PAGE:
Blue City, Red State: A Historian’s Reflections on a City’s Politics
Historian Alecia P. Long offers her viewpoint on New Orleans city politics in relation to Louisiana state politics. The following post can also be found in the annual meeting supplement, both online and handed out during the meeting.
New Orleans is a defiantly blue city in an otherwise overwhelmingly red state. Many of its residents see themselves as constantly besieged by Herculean efforts to control New Orleans’s politics and change its culture, and they strive to remain an island of political liberalism and social and cultural laissez-faire, even as parishes dominated by more conservative "values voters" surround the city on all sides. A "live and let live" ethos has survived continued efforts by state legislators intent on regulating and restricting the city’s legendary joie de vivre. New Orleanians have a long and robust history of refusing to bend to the desires of those who would try to determine their fate or interfere with their pursuit of the good life as they define it. As a progressive New Orleanian— and, by default, a gambler—my bet is that the city’s legendary ethos will outlast what many residents see as powerful legislative assaults on the civil rights and personal freedoms of so many of our citizens.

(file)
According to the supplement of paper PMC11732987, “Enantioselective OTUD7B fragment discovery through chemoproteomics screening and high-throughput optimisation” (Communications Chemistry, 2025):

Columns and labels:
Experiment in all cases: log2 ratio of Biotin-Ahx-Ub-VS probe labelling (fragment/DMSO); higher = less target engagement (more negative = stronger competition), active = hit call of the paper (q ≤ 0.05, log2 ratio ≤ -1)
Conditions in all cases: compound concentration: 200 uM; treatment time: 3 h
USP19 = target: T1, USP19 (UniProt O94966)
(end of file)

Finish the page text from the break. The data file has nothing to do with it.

New Orleans has been shaped by and has benefitted from a healthy disrespect for authority and a stubborn streak of self-interest for its entire existence. The city’s very location is evidence of how a few colonists, led by Jean Baptiste Le Moyne, Sieur de Bienville, outmaneuvered the designs of the French colonial authorities. Despite repeated directives and strong Parisian preferences for sites further upriver, Bienville simply ignored them and began building the city at its current location. Read more…
This post first appeared on AHA Today.
Tags: AHA Today 2013 Annual Meeting
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